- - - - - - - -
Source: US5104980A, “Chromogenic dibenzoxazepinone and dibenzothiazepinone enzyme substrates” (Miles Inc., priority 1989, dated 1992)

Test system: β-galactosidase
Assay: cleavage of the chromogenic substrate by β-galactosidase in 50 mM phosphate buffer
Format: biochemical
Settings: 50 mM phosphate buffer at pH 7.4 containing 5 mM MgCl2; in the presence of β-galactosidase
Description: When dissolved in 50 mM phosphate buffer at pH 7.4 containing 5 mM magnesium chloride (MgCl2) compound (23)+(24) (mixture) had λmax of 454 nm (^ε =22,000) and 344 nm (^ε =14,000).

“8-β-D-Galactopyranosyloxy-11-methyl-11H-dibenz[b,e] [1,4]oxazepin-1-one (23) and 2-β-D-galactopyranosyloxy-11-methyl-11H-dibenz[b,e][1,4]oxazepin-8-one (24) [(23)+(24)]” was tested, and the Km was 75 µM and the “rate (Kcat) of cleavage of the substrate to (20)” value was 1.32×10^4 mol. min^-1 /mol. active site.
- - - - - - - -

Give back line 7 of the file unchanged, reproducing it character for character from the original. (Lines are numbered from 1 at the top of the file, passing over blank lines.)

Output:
“8-β-D-Galactopyranosyloxy-11-methyl-11H-dibenz[b,e] [1,4]oxazepin-1-one (23) and 2-β-D-galactopyranosyloxy-11-methyl-11H-dibenz[b,e][1,4]oxazepin-8-one (24) [(23)+(24)]” was tested, and the Km was 75 µM and the “rate (Kcat) of cleavage of the substrate to (20)” value was 1.32×10^4 mol. min^-1 /mol. active site.